I'll note that bug fixers tend to only look back a short while when considering -stable fixes (if you look at the number of changesets in the various long-term and -stable supported kernels, you will see that they tend to get a lot of fixes initially, but that the rate of fixes tapers off fairly rapidly)

Well, that's an expected curve: current empirical studies show that the distribution / time evolution of software defects goes along a Simon-Yule distribution - which goes down sharper than a bell curve as time goes on.

It's also roughly what you get if you use a simple bug fixing model: take the set of bugs still unfixed, and let bug fixers (developers) random walk the code, then there's a fixed probability to find a bug, with every man-hour spent on looking at the code.

As time goes on, the probability increases that a bug will be found, with a 1-1/t probability, where 't' is the time spent on the code. It will be like a bell-curve for a given difficulty of bug. The 'difficulty' of bugs is a constant parameter, so the combined bug metric would show the integral of 1-d/t ('d': difficulty, 't': time), integrated over 'd' and 't', which would still roughly be a bell curve in practice.

Thus older kernels seeing fewer fixes is natural and expected and is not in itself a sign of less attention.

There's also another aspect: the Cc: stable tag does not typically limit how far a fix is getting ported back - that is decided by the -stable maintainers. They will generally port is back as far as it will still cherry-pick cleanly - and they'll notify the patch submitter if there's a conflict with older stable kernels.

But yes, the older a stable kernel is, the higher the chance that a bug is missed and is not backported - this is a classic trade-off.

Read the followup by pagexec

Posted Jun 9, 2011 18:50 UTC (Thu) by dlang (subscriber, #313) [Link]

but to get a CVE number you have to not only say you fixed a bug, but explain what that bug is and how it could be exploited.

frankly, if I'm fixing a bug I'm far less worried about figuring out ways that it could be exploited than I am in getting it fixed.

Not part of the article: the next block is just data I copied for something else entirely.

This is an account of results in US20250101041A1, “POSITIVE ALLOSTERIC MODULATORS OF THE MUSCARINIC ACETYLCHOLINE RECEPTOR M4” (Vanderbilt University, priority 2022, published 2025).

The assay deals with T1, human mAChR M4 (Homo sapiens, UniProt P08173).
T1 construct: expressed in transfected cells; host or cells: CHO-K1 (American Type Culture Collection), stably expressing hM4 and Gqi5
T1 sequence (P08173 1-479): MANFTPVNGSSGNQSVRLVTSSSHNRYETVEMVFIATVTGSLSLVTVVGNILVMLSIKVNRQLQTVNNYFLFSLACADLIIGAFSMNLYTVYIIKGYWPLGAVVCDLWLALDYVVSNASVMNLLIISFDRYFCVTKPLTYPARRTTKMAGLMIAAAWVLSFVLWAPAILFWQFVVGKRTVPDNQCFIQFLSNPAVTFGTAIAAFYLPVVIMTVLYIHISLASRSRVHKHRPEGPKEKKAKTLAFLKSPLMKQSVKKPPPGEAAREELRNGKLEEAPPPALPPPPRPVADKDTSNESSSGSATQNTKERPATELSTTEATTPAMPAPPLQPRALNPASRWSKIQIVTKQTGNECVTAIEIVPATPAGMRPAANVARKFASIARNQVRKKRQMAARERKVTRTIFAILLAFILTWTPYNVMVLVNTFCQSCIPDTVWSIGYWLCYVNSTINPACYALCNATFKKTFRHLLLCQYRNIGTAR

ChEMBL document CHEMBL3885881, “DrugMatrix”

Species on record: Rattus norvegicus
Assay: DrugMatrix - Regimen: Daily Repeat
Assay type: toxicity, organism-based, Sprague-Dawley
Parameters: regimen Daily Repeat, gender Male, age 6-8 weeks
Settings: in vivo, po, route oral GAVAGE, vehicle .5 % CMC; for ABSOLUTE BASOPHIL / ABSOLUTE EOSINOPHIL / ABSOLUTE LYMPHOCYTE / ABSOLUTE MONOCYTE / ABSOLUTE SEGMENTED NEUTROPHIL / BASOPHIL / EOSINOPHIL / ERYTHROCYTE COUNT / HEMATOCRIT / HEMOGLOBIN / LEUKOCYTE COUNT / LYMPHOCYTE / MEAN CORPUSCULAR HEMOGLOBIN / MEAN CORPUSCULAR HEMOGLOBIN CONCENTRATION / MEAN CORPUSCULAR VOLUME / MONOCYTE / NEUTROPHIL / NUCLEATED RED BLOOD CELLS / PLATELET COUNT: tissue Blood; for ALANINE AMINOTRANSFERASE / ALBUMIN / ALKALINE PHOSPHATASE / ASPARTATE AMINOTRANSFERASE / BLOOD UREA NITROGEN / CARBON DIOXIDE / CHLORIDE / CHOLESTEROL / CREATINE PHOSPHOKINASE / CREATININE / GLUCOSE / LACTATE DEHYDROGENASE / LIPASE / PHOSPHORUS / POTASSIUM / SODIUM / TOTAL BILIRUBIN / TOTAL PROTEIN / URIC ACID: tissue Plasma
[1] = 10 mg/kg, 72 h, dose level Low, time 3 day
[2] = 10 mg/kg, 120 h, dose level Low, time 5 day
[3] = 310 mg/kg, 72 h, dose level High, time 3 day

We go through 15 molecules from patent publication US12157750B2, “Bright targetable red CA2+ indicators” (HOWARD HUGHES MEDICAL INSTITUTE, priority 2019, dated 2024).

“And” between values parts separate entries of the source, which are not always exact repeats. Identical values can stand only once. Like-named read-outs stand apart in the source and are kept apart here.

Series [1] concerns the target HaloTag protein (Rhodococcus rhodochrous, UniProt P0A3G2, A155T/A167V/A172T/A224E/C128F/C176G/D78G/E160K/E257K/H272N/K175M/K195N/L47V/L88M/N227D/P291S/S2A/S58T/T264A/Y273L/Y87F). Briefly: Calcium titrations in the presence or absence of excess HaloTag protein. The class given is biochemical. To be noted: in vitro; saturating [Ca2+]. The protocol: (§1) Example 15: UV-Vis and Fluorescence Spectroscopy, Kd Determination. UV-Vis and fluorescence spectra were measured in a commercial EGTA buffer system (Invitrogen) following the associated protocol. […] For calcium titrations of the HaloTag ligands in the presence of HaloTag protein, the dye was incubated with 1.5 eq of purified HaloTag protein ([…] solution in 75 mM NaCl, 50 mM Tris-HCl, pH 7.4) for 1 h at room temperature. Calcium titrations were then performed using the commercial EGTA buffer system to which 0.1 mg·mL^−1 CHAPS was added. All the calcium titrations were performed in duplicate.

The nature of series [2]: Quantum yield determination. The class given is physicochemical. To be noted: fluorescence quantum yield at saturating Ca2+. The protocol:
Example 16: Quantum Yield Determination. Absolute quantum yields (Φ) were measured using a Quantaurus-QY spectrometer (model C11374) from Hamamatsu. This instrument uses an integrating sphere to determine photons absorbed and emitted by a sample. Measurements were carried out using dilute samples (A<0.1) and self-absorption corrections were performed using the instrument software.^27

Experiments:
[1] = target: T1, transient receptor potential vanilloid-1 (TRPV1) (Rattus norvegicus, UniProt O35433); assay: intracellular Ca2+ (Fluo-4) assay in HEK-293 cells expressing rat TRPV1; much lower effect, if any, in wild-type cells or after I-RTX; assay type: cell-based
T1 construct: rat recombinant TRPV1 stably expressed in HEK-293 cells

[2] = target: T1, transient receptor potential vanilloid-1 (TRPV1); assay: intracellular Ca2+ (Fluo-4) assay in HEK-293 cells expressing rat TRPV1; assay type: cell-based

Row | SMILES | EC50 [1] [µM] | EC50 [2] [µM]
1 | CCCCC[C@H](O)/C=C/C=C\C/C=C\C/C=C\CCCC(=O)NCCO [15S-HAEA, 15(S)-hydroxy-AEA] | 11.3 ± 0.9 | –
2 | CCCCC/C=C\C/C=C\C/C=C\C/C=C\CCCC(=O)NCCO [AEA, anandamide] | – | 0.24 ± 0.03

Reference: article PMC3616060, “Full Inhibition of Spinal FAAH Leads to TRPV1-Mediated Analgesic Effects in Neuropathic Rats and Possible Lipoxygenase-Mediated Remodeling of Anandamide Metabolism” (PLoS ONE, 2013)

and I know that I would prefer to have the kernel hackers spend all their time fixing bugs (and implementing new features) rather than trying to figure out ways that bugs could be exploited.

Read the followup by pagexec

Posted Jun 10, 2011 10:49 UTC (Fri) by mingo (subscriber, #31122) [Link]

Yes, there's also a fundamental problem: fixing bugs requires very concentrated attention - which narrows any thinking about what potential side-effects of a bug can have in practice.

Bug fixers are, very fundamentally, concentrated on understanding *one* specific symptom and then finding the bug, then going to the 'big picture' of the intent of the code and changing the code (and related code) into correct code which implements the original 'big picture' intent.

Note what is missing from those thought patterns: figuring out *other* obscure symptomatic ways to use unintended side-effects of the bug to bring some application (or the kernel) out of its intended path of execution and use that to inflict harm on the system ...

The bug fixer is simply not interested in it because that information is *immaterial* to him: he is interested in *fixing* the bug and then reviewing the rest of the logic to make sure it implements intent correctly.

So bug fixes, even by the best bug fixers, do not carry full information about whether some obscure side-effect of the bug may have some security impact.

Attackers on the other hand only deal with specific bugs and know the various patterns that are dangerous in terms of bringing apps off their regular execution pathways. They also know the various obscure side-effects that bugs can cause and which can be used creatively to elevate privileges. In essence attackers know how to turn existing structure against its own intended purpose, i.e. they know how to be *parasites*.

So this is a fundamental (almost genetic) conflict between 'doers' and 'parasites', and we cannot expect doers to think like parasites, and i argued in my mail that putting CVEs into change-logs only makes the situation worse, not better.

There might be other schemes that improve security - so this is not a refusal to do sensible things at all, it is a refusal to do nonsensical things.

Read the followup by pagexec

Posted Jun 11, 2011 13:14 UTC (Sat) by zakalwe2 (guest, #50472) [Link]

Kernel developers have no interest in the security aspect of bugs and therefore have little understanding or care of the potential impact. When the devastating impact of these bugs is revealed to them in the form of harsh language or working exploits, they gain a transient, whimsical interest in the problem and implement half-baked general solutions that degrade over time through code erosion and neglect. This pervasive attitude towards bugs seriously underestimates their impact, and in turn ensures that no real severity limiting features (exploit mitigation) is ever valued or implemented properly.

Read the followup by pagexec

Posted Jun 11, 2011 13:54 UTC (Sat) by mingo (subscriber, #31122) [Link]

I disagree, if you look at actual evidence you'll see that we kernel developers deeply care about bugs (regardless of whether they have security relevance or not), and fix them as quickly as we can.

We also have various bug mitigation facilities and are extending them continuously. The actual lkml thread where the quote came from is about such a security bug mitigation effort which is being merged into the kernel.